But in 1939, Poland was attacked, the French government mobilised again and my father was drafted for the second time. For eight months there was no fighting. The French army were not attacked by the Germans. It simply retired behind the fortifications of the Maginot Line. This was the so-called “phoney war.” The French bourgeoisie was more concerned with plans to conquer the Soviet Union than to efficiently oppose an invasion. They ignored the clear warnings that Hitler would invade through Holland and Belgium, bypassing the reputedly “impregnable” Maginot Line.
The American historian, William Shirer, quotes William Bullitt, the American ambassador in France, as saying: “The French position is, that France will not break off diplomatic relations with the Soviet Union, nor declare war, but will destroy the Soviet Union if possible—by means of cannons if need be.”
The French Communist Party (PCF) was supporting Stalin’s pact with Hitler, when on May 10, 1940, Germany launched a six-week-long offensive that ended with the disintegration of the French army. With the taking of Paris, the bourgeois regime that had ruled France for more than seven decades collapsed.
The Mountain Infantry Battalion, which my father was in, fought in the Battle of the Aisne, a vital river and line of defence in the Champagne area. After the German advance and bombardment it had to retreat on June 11 in an indescribable debacle. In one day, this battalion lost almost three-quarters of its 400 men. The rest, including my father, were taken prisoner.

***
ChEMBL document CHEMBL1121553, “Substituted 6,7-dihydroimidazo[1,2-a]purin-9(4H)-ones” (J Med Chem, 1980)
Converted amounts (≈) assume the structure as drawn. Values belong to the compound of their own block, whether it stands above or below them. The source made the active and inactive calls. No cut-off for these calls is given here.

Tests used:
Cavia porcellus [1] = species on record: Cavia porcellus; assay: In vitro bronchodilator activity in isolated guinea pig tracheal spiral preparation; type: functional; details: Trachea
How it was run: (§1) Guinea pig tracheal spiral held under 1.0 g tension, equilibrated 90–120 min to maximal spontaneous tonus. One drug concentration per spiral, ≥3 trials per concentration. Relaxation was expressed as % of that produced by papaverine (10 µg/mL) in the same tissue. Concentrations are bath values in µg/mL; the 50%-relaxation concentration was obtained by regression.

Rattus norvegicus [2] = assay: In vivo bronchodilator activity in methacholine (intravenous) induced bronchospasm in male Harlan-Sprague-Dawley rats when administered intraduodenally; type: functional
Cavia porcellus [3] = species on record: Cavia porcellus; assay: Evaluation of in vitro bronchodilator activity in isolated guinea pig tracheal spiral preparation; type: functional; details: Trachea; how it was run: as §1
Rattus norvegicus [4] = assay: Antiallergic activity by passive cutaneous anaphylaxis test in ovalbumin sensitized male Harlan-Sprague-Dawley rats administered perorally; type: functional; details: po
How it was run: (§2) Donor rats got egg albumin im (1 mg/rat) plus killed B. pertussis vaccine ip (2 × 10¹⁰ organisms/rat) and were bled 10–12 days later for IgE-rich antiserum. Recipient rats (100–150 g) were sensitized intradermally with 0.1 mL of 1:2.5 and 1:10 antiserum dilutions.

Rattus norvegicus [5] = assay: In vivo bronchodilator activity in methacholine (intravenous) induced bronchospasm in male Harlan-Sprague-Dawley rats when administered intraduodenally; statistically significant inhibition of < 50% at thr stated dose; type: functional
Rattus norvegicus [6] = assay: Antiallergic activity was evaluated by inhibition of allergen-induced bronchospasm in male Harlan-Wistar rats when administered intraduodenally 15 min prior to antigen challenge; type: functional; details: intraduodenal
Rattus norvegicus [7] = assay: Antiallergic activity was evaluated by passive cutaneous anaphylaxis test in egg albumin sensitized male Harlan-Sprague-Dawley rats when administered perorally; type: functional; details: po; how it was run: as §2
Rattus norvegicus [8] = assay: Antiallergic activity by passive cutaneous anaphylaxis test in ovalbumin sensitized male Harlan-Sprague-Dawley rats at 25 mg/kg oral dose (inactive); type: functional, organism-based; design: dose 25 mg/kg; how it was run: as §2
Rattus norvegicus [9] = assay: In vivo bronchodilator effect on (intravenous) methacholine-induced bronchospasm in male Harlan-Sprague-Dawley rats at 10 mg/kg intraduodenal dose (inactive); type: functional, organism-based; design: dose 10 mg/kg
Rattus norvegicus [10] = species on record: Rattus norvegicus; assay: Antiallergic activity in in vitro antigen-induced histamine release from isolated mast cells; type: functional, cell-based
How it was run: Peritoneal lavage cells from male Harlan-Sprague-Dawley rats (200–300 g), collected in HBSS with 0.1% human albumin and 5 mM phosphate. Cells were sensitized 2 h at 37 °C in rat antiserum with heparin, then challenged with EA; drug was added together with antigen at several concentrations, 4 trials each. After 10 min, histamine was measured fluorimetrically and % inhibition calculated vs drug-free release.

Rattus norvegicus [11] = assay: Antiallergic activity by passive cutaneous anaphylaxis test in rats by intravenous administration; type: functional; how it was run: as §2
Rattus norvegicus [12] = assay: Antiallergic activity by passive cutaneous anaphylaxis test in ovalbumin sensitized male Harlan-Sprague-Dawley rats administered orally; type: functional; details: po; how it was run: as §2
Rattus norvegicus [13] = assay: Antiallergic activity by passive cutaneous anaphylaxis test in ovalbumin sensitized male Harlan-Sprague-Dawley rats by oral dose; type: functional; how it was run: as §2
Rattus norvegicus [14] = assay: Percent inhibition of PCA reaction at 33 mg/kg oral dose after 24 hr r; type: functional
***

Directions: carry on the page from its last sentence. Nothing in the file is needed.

But he managed to escape and get back to Lorraine. Within six weeks of the German offensive 100,000 French soldiers were killed and nearly 2 million captured and sent to prison camps.
While general disorganisation had started in May, at the beginning of June, general panic seized the country. On June 14 the French army declared Paris an “open city,” meaning that it would not be defended. The government fled to Bordeaux. As the Wehrmacht entered Paris, some 9 million people, together with refugees from Belgium and fleeing French troops, started a disorderly and desperate flight towards the South of the country. The roads were jam-packed, many people had no resources and they were under fire from German warplanes. My mother had been evacuated to the South West before, in September 1939, as sections of the population from around the Maginot fortifications were transferred there.